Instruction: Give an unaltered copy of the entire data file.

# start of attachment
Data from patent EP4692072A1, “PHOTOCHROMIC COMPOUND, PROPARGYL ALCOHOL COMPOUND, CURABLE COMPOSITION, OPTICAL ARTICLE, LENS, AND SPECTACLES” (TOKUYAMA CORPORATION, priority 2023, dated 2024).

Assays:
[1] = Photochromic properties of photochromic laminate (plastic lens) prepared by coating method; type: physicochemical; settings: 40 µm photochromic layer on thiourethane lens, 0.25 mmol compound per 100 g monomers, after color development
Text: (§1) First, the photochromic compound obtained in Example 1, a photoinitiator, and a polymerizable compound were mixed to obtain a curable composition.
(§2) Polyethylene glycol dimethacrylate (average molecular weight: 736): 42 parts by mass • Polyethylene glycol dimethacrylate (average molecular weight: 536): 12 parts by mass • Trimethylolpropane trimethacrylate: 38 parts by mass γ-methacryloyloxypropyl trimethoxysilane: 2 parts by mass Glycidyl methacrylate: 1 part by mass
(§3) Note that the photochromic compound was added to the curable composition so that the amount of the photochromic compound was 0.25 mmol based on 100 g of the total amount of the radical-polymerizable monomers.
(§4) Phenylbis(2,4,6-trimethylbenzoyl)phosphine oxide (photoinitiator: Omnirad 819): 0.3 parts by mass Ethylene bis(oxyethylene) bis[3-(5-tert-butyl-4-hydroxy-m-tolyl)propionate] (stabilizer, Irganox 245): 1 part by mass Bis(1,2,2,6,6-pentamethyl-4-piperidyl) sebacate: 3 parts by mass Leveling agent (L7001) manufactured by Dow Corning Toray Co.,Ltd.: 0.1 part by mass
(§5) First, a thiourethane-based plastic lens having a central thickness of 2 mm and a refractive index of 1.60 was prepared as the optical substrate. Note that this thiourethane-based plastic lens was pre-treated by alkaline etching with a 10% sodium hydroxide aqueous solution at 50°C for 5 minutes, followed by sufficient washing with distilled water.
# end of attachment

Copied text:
Data from patent EP4692072A1, “PHOTOCHROMIC COMPOUND, PROPARGYL ALCOHOL COMPOUND, CURABLE COMPOSITION, OPTICAL ARTICLE, LENS, AND SPECTACLES” (TOKUYAMA CORPORATION, priority 2023, dated 2024).

Assays:
[1] = Photochromic properties of photochromic laminate (plastic lens) prepared by coating method; type: physicochemical; settings: 40 µm photochromic layer on thiourethane lens, 0.25 mmol compound per 100 g monomers, after color development
Text: (§1) First, the photochromic compound obtained in Example 1, a photoinitiator, and a polymerizable compound were mixed to obtain a curable composition.
(§2) Polyethylene glycol dimethacrylate (average molecular weight: 736): 42 parts by mass • Polyethylene glycol dimethacrylate (average molecular weight: 536): 12 parts by mass • Trimethylolpropane trimethacrylate: 38 parts by mass γ-methacryloyloxypropyl trimethoxysilane: 2 parts by mass Glycidyl methacrylate: 1 part by mass
(§3) Note that the photochromic compound was added to the curable composition so that the amount of the photochromic compound was 0.25 mmol based on 100 g of the total amount of the radical-polymerizable monomers.
(§4) Phenylbis(2,4,6-trimethylbenzoyl)phosphine oxide (photoinitiator: Omnirad 819): 0.3 parts by mass Ethylene bis(oxyethylene) bis[3-(5-tert-butyl-4-hydroxy-m-tolyl)propionate] (stabilizer, Irganox 245): 1 part by mass Bis(1,2,2,6,6-pentamethyl-4-piperidyl) sebacate: 3 parts by mass Leveling agent (L7001) manufactured by Dow Corning Toray Co.,Ltd.: 0.1 part by mass
(§5) First, a thiourethane-based plastic lens having a central thickness of 2 mm and a refractive index of 1.60 was prepared as the optical substrate. Note that this thiourethane-based plastic lens was pre-treated by alkaline etching with a 10% sodium hydroxide aqueous solution at 50°C for 5 minutes, followed by sufficient washing with distilled water.